Watch two prosecutors tear an unhinged Trump aide to pieces on live TV


Barbara McQuade and Maya Wiley easily shredded former Trump campaign aide Sam Nunberg for insisting he can refuse to comply with the special counsel's subpoena.

Former Trump campaign aide Sam Nunberg already had a series of highly revealing on-air meltdowns on Monday. And later that day, two prosecutors took him apart for insisting he can defy special counsel Robert Mueller's subpoena.

Nunberg, who was fired from the campaign for racist Facebook posts, stood by his decision to defy the subpoena when MSNBC's Ari Melber invited him on to discuss it.

Nunberg claimed Mueller's lawyers were "biased against [former Trump adviser] Roger [Stone]," who was "like a surrogate father" to him. And he claimed the subpoena was "ridiculous" and that he refused to let them set a "perjury trap."

But prosecutor and former counsel to the Mayor of New York City Maya Wiley tore his argument to shreds.

"No, it's not ridiculous, Sam," said Wiley. "If you had e-mail exchanges with him during the period that is under investigation, with people who have clearly been implicated in some way, that doesn't mean they've committed a crime, but clearly have been implicated in transactions that relate to understanding whether there was a violation of federal law here."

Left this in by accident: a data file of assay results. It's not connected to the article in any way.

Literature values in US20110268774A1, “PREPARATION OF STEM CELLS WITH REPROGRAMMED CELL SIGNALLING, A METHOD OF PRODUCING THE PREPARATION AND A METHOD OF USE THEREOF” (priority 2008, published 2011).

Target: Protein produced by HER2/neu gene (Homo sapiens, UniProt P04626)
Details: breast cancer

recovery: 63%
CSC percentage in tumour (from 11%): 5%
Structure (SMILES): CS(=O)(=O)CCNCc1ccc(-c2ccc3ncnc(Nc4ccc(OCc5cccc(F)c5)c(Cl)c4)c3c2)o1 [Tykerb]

She added that under those circumstances, "it is a completely reasonable request to ask for those e-mails."

Barbara McQuade, a former U.S. Attorney for the Eastern District of Michigan, further demolished Nunberg's stance. And she pointed out that he simply has no leg to stand on in his refusal to comply with the subpoena.

People may object to a grand jury subpoena "if they have some sort of privilege, like a Fifth Amendment privilege against self-incrimination, attorney-client, spousal privilege, or the like." They can file a motion with the court "if they believe that the request is unduly burdensome."

"But other than those circumstances," McQuade concluded, "if a witness refuses, then I do think they face contempt of court and possible jail."

"I'm not going to jail," scoffed Nunberg. "Come on, Ari. Do I look like I'm going to jail?"

For all of his complaints, he simply seems to have no idea how the law works. And these two prosecutors easily blew his argument apart.

Whether or not Nunberg believes he can go to jail, it is clear that knowledgeable attorneys disagree. He may want to stop talking and listen up.